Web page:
Stricter budget constraints in many member countries have caused the eurozone's combined public deficit drop to levels last seen in 2008. The dip was caused mainly by decreasing government spending, Eurostat reported.
The level of government borrowing across the 19-member eurozone has fallen to the lowest level since before the most acute phase of the global financial crisis, the European statistics office Eurostat has said.
Eurostat reported Tuesday the area's deficit was equivalent to 1.4 percent of its combined gross domestic product (GDP) in the final quarter of 2016, down from 1.6 percent in the previous year.
The fourth-quarter rate is the lowest since the first three months of 2008. The reference back to that year is a nod to the events around the collapse of US investment bank Lehman Brothers.
The ensuing crisis and deep recession in the bloc exposed the underlying financial problems of several nations, notably Greece, which caused the euro area deficit figure to rise as high as seven percent in the third quarter of 2010.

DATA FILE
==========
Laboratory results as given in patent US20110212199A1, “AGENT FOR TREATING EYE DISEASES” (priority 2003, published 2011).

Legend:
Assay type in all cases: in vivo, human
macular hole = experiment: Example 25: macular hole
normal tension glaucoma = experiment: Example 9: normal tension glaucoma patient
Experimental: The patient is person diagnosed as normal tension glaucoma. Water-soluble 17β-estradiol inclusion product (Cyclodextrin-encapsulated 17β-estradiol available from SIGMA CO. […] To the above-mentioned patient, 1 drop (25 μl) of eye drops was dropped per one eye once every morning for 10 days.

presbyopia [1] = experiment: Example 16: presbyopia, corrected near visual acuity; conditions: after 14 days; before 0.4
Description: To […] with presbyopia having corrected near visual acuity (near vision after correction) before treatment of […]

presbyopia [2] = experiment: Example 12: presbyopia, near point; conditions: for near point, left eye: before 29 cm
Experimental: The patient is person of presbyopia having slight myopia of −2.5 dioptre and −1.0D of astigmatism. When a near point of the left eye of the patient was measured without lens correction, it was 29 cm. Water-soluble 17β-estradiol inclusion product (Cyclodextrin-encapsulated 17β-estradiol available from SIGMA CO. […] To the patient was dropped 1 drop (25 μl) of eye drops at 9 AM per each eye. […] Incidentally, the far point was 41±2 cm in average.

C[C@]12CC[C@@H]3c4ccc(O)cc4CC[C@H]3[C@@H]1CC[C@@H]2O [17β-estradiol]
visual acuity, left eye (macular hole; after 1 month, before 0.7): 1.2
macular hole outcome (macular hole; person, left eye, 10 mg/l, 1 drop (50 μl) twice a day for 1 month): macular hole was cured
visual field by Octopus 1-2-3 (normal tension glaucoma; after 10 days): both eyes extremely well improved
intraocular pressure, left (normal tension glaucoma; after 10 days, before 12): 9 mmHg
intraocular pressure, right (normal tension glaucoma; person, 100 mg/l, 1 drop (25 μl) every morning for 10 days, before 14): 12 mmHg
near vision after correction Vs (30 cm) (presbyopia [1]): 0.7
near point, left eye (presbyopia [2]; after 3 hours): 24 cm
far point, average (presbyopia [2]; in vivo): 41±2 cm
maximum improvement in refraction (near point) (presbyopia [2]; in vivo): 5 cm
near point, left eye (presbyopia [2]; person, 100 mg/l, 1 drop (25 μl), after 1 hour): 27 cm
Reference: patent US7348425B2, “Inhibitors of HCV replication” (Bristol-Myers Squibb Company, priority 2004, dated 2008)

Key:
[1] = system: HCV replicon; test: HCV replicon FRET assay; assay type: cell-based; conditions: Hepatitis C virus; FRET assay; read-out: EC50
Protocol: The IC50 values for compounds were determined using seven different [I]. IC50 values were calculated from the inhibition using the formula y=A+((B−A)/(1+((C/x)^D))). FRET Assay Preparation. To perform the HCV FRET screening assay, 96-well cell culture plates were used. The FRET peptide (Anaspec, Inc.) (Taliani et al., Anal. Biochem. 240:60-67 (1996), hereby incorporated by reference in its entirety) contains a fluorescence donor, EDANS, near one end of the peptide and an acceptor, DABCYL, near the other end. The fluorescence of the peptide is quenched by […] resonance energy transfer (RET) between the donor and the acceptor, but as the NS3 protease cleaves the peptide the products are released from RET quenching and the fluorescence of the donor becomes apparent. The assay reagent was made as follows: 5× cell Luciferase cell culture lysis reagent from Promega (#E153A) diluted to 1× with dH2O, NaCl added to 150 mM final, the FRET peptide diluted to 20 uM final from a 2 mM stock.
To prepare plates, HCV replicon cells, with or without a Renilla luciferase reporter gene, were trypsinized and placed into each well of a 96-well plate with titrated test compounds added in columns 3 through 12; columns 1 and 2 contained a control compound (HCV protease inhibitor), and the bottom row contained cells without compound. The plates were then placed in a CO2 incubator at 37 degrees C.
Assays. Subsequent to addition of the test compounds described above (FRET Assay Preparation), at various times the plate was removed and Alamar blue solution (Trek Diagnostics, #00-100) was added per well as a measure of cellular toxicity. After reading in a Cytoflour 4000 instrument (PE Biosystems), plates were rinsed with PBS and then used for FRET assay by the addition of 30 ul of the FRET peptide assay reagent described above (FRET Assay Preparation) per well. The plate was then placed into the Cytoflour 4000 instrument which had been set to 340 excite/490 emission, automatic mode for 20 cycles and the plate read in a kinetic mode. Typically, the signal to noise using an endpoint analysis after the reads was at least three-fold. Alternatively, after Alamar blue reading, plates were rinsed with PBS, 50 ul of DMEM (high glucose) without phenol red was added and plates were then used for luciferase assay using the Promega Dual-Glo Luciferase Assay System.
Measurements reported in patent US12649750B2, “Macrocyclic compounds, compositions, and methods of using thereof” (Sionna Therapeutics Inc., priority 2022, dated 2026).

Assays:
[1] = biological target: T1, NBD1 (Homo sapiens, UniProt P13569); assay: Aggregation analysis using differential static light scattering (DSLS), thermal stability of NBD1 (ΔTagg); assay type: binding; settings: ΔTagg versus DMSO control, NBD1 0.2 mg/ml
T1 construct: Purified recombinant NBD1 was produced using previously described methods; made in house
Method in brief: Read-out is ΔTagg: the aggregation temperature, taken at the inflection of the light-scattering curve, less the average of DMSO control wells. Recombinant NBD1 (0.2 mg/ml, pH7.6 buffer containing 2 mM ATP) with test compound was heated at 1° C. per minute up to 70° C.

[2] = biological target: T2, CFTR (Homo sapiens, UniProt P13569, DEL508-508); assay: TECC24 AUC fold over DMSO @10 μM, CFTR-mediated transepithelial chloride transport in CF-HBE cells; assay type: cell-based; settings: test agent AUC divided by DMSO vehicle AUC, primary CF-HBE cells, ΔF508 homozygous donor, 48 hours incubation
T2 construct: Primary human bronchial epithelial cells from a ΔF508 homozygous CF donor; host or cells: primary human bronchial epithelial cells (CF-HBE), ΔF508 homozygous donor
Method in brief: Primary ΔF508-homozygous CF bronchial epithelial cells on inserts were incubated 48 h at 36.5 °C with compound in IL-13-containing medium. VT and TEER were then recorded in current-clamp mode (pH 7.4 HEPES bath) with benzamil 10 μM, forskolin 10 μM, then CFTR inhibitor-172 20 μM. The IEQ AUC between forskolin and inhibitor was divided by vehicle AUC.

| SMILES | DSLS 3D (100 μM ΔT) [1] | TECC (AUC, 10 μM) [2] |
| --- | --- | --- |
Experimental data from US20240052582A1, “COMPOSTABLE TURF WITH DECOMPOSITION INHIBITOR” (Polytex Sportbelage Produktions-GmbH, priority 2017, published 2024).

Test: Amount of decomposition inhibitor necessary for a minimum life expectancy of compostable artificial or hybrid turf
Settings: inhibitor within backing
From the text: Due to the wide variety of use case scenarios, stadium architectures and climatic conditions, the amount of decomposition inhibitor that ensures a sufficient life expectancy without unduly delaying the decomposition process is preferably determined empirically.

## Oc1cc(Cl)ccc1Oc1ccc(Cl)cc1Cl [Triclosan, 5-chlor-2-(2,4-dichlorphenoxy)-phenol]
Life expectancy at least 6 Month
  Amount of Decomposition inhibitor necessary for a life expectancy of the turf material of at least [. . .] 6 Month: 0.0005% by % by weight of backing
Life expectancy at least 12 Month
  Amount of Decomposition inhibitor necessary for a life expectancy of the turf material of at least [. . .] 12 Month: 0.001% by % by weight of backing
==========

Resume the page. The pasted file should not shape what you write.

All eyes on Athens
The bulk of eurozone nations has since enacted a series of belt-tightening measures to get their public finances back into shape, some more than others.
Those requiring bailout from their peers, including Ireland, Cyprus and Portugal, pushed through austerity measures to get their deficits down to manageable rates with a view to convincing bond markets to lend them money again.
All but Greece are now able again to borrow in the markets, but continue to keep a close watch on their public finances.
Greece has required three bailouts and has been fighting an uphill battle to secure fresh tranches despite a massive improvement in its budget position in recent years.
hg/bb (AP, Eurostat)